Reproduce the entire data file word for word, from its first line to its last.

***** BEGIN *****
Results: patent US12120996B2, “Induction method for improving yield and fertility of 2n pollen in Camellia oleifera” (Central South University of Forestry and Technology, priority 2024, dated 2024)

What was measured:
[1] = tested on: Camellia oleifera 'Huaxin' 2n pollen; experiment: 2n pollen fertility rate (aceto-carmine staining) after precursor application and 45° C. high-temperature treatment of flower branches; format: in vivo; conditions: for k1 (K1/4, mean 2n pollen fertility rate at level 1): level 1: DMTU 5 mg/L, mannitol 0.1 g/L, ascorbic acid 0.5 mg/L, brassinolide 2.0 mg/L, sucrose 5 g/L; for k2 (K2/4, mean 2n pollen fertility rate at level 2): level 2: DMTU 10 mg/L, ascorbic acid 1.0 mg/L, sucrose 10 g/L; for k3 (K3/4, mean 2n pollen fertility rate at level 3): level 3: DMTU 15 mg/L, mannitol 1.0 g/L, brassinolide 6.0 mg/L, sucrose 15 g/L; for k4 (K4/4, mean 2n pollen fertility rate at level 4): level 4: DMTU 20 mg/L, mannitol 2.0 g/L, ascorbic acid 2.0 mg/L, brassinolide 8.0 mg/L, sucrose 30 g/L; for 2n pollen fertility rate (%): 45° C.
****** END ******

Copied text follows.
Results: patent US12120996B2, “Induction method for improving yield and fertility of 2n pollen in Camellia oleifera” (Central South University of Forestry and Technology, priority 2024, dated 2024)

What was measured:
[1] = tested on: Camellia oleifera 'Huaxin' 2n pollen; experiment: 2n pollen fertility rate (aceto-carmine staining) after precursor application and 45° C. high-temperature treatment of flower branches; format: in vivo; conditions: for k1 (K1/4, mean 2n pollen fertility rate at level 1): level 1: DMTU 5 mg/L, mannitol 0.1 g/L, ascorbic acid 0.5 mg/L, brassinolide 2.0 mg/L, sucrose 5 g/L; for k2 (K2/4, mean 2n pollen fertility rate at level 2): level 2: DMTU 10 mg/L, ascorbic acid 1.0 mg/L, sucrose 10 g/L; for k3 (K3/4, mean 2n pollen fertility rate at level 3): level 3: DMTU 15 mg/L, mannitol 1.0 g/L, brassinolide 6.0 mg/L, sucrose 15 g/L; for k4 (K4/4, mean 2n pollen fertility rate at level 4): level 4: DMTU 20 mg/L, mannitol 2.0 g/L, ascorbic acid 2.0 mg/L, brassinolide 8.0 mg/L, sucrose 30 g/L; for 2n pollen fertility rate (%): 45° C.